“Clearing the Haze” is a feature series by The Online Citizen that brings you into the core of the trans-boundary haze issue. Our reporting team joined volunteers from local haze monitoring group, PM. Haze, on one of their field trips into the heart of Indonesia earlier this year to find out more about the haze situation, what causes the fires, and what can be done about it.
By Terry Xu and Yasmeen Banu
Last year, Singapore saw its worse case of haze with a never-before 401 PSI reading. The haze was caused by the forest fires from the nearby Indonesian islands just south of Singapore. Due to wind movement, the particles from the fires drifted towards our island and presented a worrying health hazard to residents.
Singapore was left helpless as the haze engulfed the island and people scrambled to purchase face masks and air filters for themselves and their loved ones. Some merchants took the opportunity to jack up the price of face masks, which were flying off the shelves, to profit from the man-made environmental crisis.

The Singapore Armed Forces activated to help distribute masks to residents (Image - Cyberpioneer)
The Singapore Armed Forces activated to help distribute masks to residents (Image from Cyberpioneer)
Many criticised the Singapore government for the delay in response when the haze was developing, whereupon the Singapore government took a few days to distribute face masks for citizens.
The problem, however, is not Singapore’s alone.
Between 2000 and 2012, Indonesia lost more than six million hectares of its natural forest, a study published in Nature Climate Change revealed. It wasn’t the first time that Indonesia has attracted international attention, but it certainly warranted urgency to the situation.
The haze, a yearly occurrence since 1997, has sparked a domino effect of non-profit organization’s (NGO’s) from Indonesia stepping up their efforts to call for more focused monitoring and strong governance on plantations. 1997 was the year where Indonesia was hit the hardest by haze. The wounds remain fresh from what The Jakarta Post described as the year that “marked the worst man-made disaster before the current situation”.
ASEAN nations have since developed and ratified the ASEAN Agreement on Transboundary Haze Pollution in 2002 to reduce haze pollution in Southeast Asia. The agreement recognises that trans-boundary haze pollution which results from land and/or forest fires should be mitigated through concerted national efforts and international cooperation.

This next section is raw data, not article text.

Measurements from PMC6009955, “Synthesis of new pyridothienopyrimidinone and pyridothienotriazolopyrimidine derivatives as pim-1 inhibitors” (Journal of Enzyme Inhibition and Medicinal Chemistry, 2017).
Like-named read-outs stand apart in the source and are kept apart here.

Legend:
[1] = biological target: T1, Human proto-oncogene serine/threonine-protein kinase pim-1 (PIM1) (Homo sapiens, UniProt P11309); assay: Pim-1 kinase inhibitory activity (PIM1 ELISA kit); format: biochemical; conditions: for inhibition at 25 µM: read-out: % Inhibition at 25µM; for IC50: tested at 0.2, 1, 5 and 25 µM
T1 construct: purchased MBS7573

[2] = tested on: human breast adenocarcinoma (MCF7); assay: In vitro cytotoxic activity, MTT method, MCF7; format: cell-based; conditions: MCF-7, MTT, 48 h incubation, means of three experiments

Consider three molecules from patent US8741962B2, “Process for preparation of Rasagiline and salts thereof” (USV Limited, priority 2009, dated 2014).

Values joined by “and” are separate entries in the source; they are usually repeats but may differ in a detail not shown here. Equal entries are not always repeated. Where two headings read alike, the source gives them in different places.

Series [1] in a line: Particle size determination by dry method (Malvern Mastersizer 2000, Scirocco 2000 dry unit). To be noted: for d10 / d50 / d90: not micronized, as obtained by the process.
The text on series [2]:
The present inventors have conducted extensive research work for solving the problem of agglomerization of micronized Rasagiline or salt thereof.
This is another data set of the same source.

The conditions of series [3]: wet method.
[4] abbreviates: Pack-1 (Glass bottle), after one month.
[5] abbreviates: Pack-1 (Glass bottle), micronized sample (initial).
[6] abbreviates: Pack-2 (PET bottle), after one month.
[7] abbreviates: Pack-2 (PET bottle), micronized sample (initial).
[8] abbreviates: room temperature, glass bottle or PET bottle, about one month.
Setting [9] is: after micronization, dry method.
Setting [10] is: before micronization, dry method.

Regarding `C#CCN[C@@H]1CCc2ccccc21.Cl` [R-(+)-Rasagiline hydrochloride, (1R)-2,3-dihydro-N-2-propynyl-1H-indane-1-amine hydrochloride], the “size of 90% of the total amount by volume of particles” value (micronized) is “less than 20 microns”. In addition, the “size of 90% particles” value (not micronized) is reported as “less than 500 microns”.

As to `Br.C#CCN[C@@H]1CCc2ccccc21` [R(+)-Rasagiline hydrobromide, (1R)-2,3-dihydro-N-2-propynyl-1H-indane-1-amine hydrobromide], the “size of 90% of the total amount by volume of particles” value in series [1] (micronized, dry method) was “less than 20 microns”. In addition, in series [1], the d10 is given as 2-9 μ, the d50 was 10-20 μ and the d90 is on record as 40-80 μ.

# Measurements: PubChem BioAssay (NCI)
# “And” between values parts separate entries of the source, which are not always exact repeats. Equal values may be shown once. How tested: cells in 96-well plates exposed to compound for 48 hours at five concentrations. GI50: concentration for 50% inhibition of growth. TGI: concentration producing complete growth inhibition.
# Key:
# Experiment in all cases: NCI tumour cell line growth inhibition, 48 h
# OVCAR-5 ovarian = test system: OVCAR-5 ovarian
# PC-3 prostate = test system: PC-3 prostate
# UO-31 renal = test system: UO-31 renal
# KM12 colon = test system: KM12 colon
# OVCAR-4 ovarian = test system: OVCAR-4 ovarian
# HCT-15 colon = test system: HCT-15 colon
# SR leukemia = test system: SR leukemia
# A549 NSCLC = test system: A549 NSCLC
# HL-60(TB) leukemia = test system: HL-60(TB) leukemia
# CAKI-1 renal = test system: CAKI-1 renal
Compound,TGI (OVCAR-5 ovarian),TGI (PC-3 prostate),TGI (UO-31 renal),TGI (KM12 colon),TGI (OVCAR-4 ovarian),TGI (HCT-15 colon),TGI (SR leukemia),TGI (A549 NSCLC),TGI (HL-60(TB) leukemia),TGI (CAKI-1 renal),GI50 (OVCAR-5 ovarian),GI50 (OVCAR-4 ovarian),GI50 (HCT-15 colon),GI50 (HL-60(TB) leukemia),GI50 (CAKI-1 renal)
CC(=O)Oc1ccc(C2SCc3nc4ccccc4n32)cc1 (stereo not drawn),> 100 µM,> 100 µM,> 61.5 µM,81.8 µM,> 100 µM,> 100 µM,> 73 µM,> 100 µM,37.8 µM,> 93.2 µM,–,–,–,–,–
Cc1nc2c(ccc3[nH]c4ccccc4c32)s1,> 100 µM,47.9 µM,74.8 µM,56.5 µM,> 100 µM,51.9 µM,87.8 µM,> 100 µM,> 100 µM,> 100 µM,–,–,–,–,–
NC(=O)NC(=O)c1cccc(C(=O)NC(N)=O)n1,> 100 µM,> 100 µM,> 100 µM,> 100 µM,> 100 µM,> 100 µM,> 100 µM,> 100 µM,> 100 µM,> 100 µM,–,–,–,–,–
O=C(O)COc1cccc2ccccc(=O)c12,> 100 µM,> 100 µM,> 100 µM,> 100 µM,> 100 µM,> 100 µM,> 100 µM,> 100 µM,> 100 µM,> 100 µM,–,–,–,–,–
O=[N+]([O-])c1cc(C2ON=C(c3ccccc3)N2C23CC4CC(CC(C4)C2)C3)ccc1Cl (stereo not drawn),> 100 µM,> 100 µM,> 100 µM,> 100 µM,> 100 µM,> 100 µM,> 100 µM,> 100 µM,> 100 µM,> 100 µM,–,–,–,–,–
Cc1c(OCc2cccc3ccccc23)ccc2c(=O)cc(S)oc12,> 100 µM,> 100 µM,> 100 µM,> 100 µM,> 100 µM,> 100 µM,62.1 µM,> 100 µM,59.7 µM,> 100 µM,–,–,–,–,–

However, this agreement has been accused of being vague and lacking enforcement mechanisms or strong instruments for dispute-resolution by any parties. Currently, Indonesia has yet to ratify the agreement.
The Singapore Parliament has just passed a Transboundary Haze Pollution Bill that will fine convicted companies which has a part in the fires happening overseas that will eventually affect the air quality in Singapore. Companies which have been found guilty will be fined not exceeding S$100,000 every day that there is haze pollution in Singapore, with a cap of S$2 million.
Many parliamentarians have voiced their concern about whether such a bill can deter companies from engaging in slash and burn methods to clear their land, or whether is it possible to pinpoint the culprits for fires started outside of Singapore’s sovereign territories.
Some parliamentarians have also voiced their worry of the cap of S$2 million dollars, an arguably derisory sum to be even considered as a detriment for the mega multinational companies running the plantations.
After all, after decades of supposed negotiation and discussions between ASEAN countries, the issue of forest fires in Indonesia has not seen improvement. Throughout the years, Singapore has been unaware of the destruction of the Indonesian forest until the wind brought the haze to us in 2013, reminding us of this environmental issue in our neighbouring country.
And the fact that a leading pulp and paper manufacturer in Asia, APRIL – a company that has been accused of being a major contributor to the trans-boundary haze, with its president qualifying that “Indonesia’s land use is a very complex land use, overlapping issues are there, community disputes are there” – has applauded the Bill, might give us a signal that our efforts might be a few degrees short of getting the desired results.
As the Singapore government considers solving the haze pollution issue with financial deterrence, we might want to consider what we can really do about the situation in Indonesia in more proactive ways.
Can we pinpoint the culprit? Or is it a complicated situation contributed by a plethora of political, geographical, regional, and communication issues?
Are the culprits local villagers, whom many think are the prime suspects for the fires, or are the culprits profit driving multi-national companies setting the land on fire to save cost and speed up the process of preparing the land for crop cultivation?
How can the culprits be deterred from burning, and what other solutions can they explore?
What and Singaporeans and the Singapore government do to help the Indonesians resolve the haze and forest fire issues? Do Indonesians really want to set their forest on fires and do nothing about it, or is there something more complex about the whole issue?
These are questions which we tried to get answers to. TOC accompanied a group of volunteers to Riau, Indonesia to find out more about the situation on the ground, to see for ourselves and listen to the people themselves about the happenings on ground.

TOC’s “Clearing the Haze” series includes:

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